Another well written and informative book on Scott Stevens' experiences with alcoholism and recovery. The stigma of alcoholism is covered extensively in this book and insight is provided into understanding the stigma that many recovering alcoholics face in their new world without alcohol. Scott Stevens is an expert on the subject of alcoholism and recovery. He brings his perspective and draws people in with his clever and engaging writing style. I am looking forward to his next writing endeavor.Show Less

Julie P. reviewed Every Silver Lining Has a Cloud : Relapse and the Symptoms of Sobriety

3 of 3 people found the following helpful

 An excellent book written in an extremely reader friendly style July 8, 2015

An excellent book written in an extremely reader friendly style. Scott Stevens holds nothing back with regard to his own experiences with alcoholism and recovery. A very important book for anyone to read - not just those struggling with the disease.

Bill McCabe reviewed Every Silver Lining Has a Cloud: Relapse and the Symptoms of Sobriety

7 of 7 people found the following helpful

 More relevant than the Big Book! May 17, 2015

The most important thing I've read since mine journey into recovery! Perhaps more relevant than the Big Book! I only wish I could get my family to read it to gain a better understanding of the disease. From the disease model, to coping mechanisms, to advice about therapy - awesome! I read it slowly, highlighted often, and will reread it no doubt many times.

delaney6 reviewed Every Silver Lining Has a Cloud : Relapse and the Symptoms of Sobriety

1 of 1 people found the following helpful

 Five Stars March 19, 2015

Thoroughly enjoyed reading this book. So well written.

Ink Blot reviewed Every Silver Lining Has a Cloud : Relapse and the Symptoms of Sobriety

7 of 8 people found the following helpful

 Important Steps February 19, 2015

This book was certainly eye-opening, and an important work for anyone struggling with alcoholism. Stevens' book tells it like it is, no if's and's or but's, and clearly explains the symptoms and dangers of relapse. His extensive research and wise words from personal experience are a wealth of knowledge and taught me a lot about alcohol, the industry, and the disease. For those looking for help and the next step to recovery, I highly recommend this book. Five stars.Show Less

Kindle Customer49 reviewed Every Silver Lining Has a Cloud : Relapse and the Symptoms of Sobriety

4 of 4 people found the following helpful

 A Great Book for Everyone!! December 23, 2014

Scott Steven’s extremely readable “Every Silver Lining Has A Cloud” is SUCH an important work! Powerful, clearly written, enormously informative, this book taught me not only about the emotional rollercoaster an alcoholic takes, but also about the chemical science of alcoholism, which basically stacks the genetic biochemical deck against him or her.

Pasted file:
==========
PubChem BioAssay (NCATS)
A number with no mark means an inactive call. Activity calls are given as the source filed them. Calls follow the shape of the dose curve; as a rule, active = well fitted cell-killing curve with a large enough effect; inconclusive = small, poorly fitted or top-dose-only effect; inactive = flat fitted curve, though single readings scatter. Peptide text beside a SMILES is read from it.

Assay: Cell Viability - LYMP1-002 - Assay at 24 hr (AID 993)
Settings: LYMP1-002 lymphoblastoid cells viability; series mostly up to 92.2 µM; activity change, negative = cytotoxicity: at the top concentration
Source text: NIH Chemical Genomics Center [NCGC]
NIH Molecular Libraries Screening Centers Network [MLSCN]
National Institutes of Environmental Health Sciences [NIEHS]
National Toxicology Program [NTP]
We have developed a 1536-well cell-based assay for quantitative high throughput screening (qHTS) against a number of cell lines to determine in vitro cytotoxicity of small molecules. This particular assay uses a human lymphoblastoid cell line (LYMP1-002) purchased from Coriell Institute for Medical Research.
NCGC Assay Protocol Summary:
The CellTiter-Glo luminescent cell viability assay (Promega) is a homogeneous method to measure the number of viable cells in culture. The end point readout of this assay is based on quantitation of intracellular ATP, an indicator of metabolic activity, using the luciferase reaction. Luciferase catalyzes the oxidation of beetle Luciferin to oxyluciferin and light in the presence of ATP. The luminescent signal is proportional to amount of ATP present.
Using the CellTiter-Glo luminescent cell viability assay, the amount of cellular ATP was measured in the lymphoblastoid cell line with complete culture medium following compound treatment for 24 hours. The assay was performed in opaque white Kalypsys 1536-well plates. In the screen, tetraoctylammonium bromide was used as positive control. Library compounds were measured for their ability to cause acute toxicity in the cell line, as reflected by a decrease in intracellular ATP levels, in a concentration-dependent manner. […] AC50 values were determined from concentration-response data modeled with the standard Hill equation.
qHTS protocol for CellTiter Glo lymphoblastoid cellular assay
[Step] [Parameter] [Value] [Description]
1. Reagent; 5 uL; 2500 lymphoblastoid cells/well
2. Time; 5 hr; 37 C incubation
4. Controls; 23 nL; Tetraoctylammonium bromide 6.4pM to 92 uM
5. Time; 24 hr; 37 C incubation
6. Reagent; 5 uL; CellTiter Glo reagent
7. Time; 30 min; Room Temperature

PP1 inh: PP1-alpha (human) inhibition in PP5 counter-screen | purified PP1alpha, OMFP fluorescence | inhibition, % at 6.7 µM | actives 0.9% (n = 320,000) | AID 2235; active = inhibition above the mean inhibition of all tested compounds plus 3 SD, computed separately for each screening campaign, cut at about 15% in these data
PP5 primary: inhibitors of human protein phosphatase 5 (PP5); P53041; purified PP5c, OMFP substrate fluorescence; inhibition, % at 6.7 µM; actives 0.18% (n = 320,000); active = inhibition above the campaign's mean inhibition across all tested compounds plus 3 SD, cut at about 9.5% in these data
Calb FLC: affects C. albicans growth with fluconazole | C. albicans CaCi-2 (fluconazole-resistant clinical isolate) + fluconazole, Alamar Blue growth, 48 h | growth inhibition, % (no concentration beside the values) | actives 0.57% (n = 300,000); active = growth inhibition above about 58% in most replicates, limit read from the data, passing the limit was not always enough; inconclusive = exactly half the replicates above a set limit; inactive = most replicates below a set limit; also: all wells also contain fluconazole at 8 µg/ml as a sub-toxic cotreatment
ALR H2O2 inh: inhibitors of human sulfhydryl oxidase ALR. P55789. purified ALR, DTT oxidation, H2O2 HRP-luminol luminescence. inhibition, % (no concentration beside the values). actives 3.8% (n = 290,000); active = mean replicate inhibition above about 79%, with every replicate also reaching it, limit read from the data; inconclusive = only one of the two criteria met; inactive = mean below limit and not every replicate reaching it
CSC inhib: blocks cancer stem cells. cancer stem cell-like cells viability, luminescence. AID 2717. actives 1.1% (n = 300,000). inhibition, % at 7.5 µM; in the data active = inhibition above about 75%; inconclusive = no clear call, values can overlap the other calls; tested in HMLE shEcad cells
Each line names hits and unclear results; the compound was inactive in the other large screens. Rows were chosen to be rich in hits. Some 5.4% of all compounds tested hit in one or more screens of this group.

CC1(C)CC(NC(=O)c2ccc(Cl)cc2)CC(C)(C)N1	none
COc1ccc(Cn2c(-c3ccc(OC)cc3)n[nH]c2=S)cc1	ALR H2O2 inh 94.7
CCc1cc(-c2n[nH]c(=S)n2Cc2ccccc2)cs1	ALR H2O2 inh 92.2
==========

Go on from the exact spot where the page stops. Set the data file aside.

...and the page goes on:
Scott also goes into Al-Anon, the legal system, and the futility of incarceration programs as well as how dysfunctional families play such a large role in alcoholism. Peppered throughout the book are well-versed truisms and great chapter opening quotes, which I personally thought added an extra punch to it all. And lest you think this book is like so many other self-help books, filled with one unprovable case study after another, here, every eye-opening statement or life example is backed up by worthy sources. A true find for everyone! HIGHLY recommended!Show Less

Susan Ephgrave reviewed Every Silver Lining Has a Cloud: Relapse and the Symptoms of Sobriety

1 of 1 people found the following helpful

 Five Stars September 11, 2014


Lori reviewed Every Silver Lining Has a Cloud : Relapse and the Symptoms of Sobriety

15 of 15 people found the following helpful

 Should be required reading July 4, 2014

At first I thought the words seemed discouraging to a reader who may be just starting out in abstinence, but Scott has great respect for the disease. He is very frank, which is obviously what people need if they are to hear the message. The book is well-researched with a good amount of personal experience. We need more people from the author's demographic (working professionals) to tell their story in order to let the country know that there is another way to live. People are dying from alcohol. I like the way he compares it to smoking and the national movement to promote health by quitting.

The money involved in the alcohol industry is certainly a driver in the whole equation, and as he presents this aspect of alcohol people should be infuriated. It is amazing that we have found a substance so utterly powerful over all of society, including the industry, profit, advertisement, DUI and drunk driving deaths, violence, broken ralationships, incarceration, health issues, etcetera and that it remains loved, idolized and included in daily life planning of everything from parties, dining, and even taking a flight to weddings and celebrations, "Do we need alcohol? How much will it cost? How much do we need?" It has become an expectation.

Great book and very easy to read!Show Less